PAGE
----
Acting Secretary of the Army, Hon. Robert M. Speer had an "eye-opening" visit to Fort Bragg, North Carolina on Feb. 16, 2017 to assess the demands being placed on the force.
"You can hear about the stress to the force and see a high tempo on the patch chart, but until you see it displayed as it was today and talk about it with Soldiers, it's hard to understand the impact of not having rest. There's no downtime," said Speer.
Speer met with key Fort Bragg leaders like FORSCOM commander Gen. Robert B. Abrams to discuss warfighting readiness and budgeting. Gen. Abrams and his staff showed the high operational tempo across the force and the resourcing issues to meet the training and deployment requirements.
Speer took questions at a FORSCOM town hall, ate lunch with Soldiers from 3rd Brigade, 82nd Airborne Division and toured the Heavy Rig Drop Site to learn more about how Fort Bragg supports Army readiness. He said he enjoyed his time with Soldiers and learning why they joined, what they are doing now and the challenges they face to be ready to deploy.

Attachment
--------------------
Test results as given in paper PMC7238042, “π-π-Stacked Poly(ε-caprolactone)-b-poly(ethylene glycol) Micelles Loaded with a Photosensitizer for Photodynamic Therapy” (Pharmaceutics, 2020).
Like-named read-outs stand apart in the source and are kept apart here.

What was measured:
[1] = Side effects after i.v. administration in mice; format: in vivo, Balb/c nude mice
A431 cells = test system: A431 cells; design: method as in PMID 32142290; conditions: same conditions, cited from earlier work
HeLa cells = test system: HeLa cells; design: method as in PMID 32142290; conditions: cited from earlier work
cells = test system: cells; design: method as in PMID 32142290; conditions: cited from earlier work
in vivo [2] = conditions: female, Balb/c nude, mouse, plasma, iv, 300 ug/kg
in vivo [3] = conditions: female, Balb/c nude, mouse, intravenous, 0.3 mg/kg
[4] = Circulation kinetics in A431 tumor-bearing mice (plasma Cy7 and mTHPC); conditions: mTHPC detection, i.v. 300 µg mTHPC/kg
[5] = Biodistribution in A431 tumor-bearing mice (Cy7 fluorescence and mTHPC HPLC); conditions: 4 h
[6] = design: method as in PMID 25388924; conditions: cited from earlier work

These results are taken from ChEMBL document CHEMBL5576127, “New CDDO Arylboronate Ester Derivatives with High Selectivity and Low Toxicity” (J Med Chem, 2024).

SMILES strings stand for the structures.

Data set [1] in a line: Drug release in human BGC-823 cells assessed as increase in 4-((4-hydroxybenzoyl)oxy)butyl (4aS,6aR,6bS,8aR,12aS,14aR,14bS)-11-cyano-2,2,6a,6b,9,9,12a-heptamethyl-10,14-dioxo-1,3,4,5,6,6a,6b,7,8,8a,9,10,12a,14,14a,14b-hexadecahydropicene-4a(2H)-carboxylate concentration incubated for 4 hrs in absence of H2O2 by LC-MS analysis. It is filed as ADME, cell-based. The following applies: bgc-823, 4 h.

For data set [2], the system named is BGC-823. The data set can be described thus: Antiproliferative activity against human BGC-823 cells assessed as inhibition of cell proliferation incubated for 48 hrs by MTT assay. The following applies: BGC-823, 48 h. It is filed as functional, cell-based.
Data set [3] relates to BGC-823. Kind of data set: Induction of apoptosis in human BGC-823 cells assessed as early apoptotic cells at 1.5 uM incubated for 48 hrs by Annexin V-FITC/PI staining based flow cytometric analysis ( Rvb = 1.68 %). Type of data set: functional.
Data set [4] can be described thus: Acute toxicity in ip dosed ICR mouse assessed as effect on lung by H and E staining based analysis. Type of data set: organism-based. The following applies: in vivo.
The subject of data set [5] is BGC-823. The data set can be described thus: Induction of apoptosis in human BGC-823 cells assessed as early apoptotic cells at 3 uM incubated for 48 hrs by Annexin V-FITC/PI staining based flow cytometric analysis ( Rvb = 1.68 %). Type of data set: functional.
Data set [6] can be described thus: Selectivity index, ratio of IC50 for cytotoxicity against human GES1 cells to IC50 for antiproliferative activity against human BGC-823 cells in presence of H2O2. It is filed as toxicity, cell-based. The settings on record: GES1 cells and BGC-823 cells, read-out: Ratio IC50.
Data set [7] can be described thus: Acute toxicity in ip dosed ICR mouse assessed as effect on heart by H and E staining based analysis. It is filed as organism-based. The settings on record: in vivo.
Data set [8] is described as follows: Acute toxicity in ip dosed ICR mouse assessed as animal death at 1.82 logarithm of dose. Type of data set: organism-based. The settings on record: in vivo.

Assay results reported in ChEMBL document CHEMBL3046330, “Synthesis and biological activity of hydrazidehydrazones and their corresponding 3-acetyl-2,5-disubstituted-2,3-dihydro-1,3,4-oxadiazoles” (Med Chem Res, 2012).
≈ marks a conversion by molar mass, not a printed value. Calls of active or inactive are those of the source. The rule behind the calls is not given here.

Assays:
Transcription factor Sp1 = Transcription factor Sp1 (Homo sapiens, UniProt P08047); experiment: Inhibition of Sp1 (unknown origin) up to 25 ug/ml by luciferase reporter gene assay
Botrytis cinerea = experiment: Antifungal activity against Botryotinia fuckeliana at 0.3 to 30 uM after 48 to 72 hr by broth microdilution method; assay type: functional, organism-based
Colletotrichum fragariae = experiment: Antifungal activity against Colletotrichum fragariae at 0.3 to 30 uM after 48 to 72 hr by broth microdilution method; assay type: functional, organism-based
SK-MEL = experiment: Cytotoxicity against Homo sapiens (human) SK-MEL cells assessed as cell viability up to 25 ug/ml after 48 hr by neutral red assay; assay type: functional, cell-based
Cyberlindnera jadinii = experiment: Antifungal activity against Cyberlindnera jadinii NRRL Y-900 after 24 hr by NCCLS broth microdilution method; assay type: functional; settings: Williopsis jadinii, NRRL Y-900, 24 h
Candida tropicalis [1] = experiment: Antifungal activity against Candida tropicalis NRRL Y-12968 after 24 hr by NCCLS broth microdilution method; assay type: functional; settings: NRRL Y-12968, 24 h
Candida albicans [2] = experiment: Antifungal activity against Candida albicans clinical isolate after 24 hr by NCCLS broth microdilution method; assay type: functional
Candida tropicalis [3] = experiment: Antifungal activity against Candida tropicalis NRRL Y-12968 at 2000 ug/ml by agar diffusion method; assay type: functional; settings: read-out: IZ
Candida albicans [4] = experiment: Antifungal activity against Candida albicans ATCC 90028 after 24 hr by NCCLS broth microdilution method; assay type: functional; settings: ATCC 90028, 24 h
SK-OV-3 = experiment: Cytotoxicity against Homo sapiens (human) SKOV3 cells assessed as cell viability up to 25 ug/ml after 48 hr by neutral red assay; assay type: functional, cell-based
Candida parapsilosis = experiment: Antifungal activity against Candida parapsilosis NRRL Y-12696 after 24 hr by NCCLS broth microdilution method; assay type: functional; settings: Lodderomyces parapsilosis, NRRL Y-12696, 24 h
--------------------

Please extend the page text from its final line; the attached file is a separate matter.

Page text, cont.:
"One of the biggest issue facing the Army today is budget instability. The Army is currently operating under a continuing resolution and it is important for Congress to take action before the current resolution expires on April 28, said Speer"
Speer is hopeful that Congress will react to the issues faced under both the continuing resolution and the Budget Control Act of 2011. He said this will allow the Army to focus on a more balanced, long-term approach to readiness.
"If not, and they go through with a whole year continuing resolution, that's very detrimental to the Army," said Speer.
Even if the Army receives additional funding, Speer cautioned that issues like aging infrastructure won't be fixed overnight. He was stationed at Fort Bragg the early 1990s for three years during his 28-year Army career, and said he was surprised to see some of the facilities still in use on the installation.
"On this visit, I got to see some of the vacant facilities." Speer continued, "We need to get rid of the unused infrastructure and replace the old buildings we still use which will save us money in the future."
The Army is working with Office of the Secretary of Defense to conduct the readiness and national strategy reviews that were ordered by the president.
"We've got to figure out where the key resources are and balance them against all of the other things that are competing against it," said Speer.